The program aims to incentivize employees returning to work and workers who currently drive to work to use public transit and also seeks to lessen vehicular traffic.
The City of Boston is piloting a program offering $60 of public transit credits for workers in five Main Street districts.
They are being offered to 1,000 employees who work in Three Squares in Jamaica Plain, Mission Hill, Nubian Square, East Boston, and Fields Corner, which are all served by the MBTA subway or Bluebike bike-share stations.
Return to work
The program aims to incentivize employees returning to work and workers who currently drive to work to use public transit. With an expected increase in post-Covid-19 traffic, the City of Boston is piloting this incentive program to help alleviate small business districts of congestion and free up curb space for local neighborhood customers. The pilot project also seeks to lessen vehicular traffic to help reduce its environmental impact.
“Since the beginning of the Covid-19 pandemic, many essential workers have continued to utilize public transportation because they have been unable to work from home,” said Kim Janey, mayor of Boston. “I’m proud to launch this pilot program with the MBTA and Bluebikes to learn more about the impacts on commuter patterns when the cost of public transit is covered. And as more workers begin to return to workplaces, making transit more accessible is critical to our equitable recovery from the pandemic.”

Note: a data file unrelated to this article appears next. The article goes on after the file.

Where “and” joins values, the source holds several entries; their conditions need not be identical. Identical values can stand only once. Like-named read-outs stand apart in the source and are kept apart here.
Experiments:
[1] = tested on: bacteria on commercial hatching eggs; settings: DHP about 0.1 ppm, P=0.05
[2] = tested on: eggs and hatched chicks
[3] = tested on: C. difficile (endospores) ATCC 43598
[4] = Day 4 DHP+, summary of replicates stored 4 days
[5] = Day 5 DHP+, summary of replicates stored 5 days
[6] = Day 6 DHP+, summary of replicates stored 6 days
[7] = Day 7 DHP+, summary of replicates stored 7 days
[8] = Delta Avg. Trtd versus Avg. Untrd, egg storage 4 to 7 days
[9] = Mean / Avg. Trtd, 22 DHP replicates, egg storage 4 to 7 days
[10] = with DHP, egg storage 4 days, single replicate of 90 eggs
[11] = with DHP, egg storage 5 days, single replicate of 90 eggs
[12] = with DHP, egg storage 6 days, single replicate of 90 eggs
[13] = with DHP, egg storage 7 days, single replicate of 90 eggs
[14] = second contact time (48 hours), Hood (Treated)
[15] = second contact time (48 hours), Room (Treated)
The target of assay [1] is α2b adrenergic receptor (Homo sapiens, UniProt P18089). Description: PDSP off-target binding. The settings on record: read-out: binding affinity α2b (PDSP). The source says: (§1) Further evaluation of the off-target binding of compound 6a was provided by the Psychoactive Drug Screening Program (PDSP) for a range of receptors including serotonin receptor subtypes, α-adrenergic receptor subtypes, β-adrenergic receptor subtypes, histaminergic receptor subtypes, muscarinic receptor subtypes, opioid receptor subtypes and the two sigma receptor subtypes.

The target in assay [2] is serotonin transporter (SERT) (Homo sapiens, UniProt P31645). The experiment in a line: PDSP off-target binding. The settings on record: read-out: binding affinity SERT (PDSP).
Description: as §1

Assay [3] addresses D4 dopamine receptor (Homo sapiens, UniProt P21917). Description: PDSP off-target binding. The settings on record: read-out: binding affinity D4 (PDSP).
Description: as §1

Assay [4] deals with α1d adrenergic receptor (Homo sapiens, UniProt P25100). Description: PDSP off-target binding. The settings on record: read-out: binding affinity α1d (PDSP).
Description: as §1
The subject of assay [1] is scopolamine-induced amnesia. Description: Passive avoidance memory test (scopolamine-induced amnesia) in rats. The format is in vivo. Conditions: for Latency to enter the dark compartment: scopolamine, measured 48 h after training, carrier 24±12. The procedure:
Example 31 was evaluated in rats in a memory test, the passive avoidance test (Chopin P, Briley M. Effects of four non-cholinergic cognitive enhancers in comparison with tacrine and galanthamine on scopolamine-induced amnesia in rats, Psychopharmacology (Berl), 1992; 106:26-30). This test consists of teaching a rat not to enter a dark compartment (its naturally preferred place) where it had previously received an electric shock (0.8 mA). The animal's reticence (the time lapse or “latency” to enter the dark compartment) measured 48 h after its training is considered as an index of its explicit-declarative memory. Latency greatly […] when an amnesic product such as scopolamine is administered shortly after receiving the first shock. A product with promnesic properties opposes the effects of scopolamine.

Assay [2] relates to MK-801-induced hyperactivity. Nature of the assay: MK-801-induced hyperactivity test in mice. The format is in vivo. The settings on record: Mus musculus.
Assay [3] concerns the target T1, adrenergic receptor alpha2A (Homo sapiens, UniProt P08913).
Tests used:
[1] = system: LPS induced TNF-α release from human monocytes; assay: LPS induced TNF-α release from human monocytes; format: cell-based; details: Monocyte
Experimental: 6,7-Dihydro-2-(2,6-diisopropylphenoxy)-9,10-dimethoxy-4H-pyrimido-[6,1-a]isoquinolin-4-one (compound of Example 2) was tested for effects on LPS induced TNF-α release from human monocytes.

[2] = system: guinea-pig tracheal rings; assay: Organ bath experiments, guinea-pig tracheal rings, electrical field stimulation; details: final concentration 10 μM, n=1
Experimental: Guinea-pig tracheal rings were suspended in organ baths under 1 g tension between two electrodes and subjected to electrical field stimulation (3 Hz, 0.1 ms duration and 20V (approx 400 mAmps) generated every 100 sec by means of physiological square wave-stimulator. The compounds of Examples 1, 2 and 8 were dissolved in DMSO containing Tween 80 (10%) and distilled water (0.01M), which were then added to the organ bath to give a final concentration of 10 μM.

The program, which will be managed by the City of Boston Transportation Department, is structured to measure how financial incentives for public transit impact commuting behavior and will be phased over the next two months. Of the 1,000 qualified workers, some individuals will be randomly selected to get an MBTA pass with the full $60 credit loaded, and the remainder of the individuals will receive smaller stipends over time, which will end up totaling $60.
Bluebikes pass-holders will be able to take unlimited trips during the two-month period. Bluebikes trips must be completed within 45 minutes to avoid usage charges. There is no obligation to continue paying for the Bluebikes’ pass once the two months are over.
“And as more workers begin to return to workplaces, making transit more accessible is critical to our equitable recovery from the pandemic”
“We are excited to partner with our local Main Street districts to pilot free public transit options for those working in Boston’s neighborhoods,” said transportation commissioner Greg Rooney. “Creating incentives to use public transit or bike to work options helps our economy, our environment and our local businesses. As more workers plan on restarting their commute, the Boston Transportation Department is committed to exploring creative ways to reduce traffic, carbon emissions and support Boston’s workers.”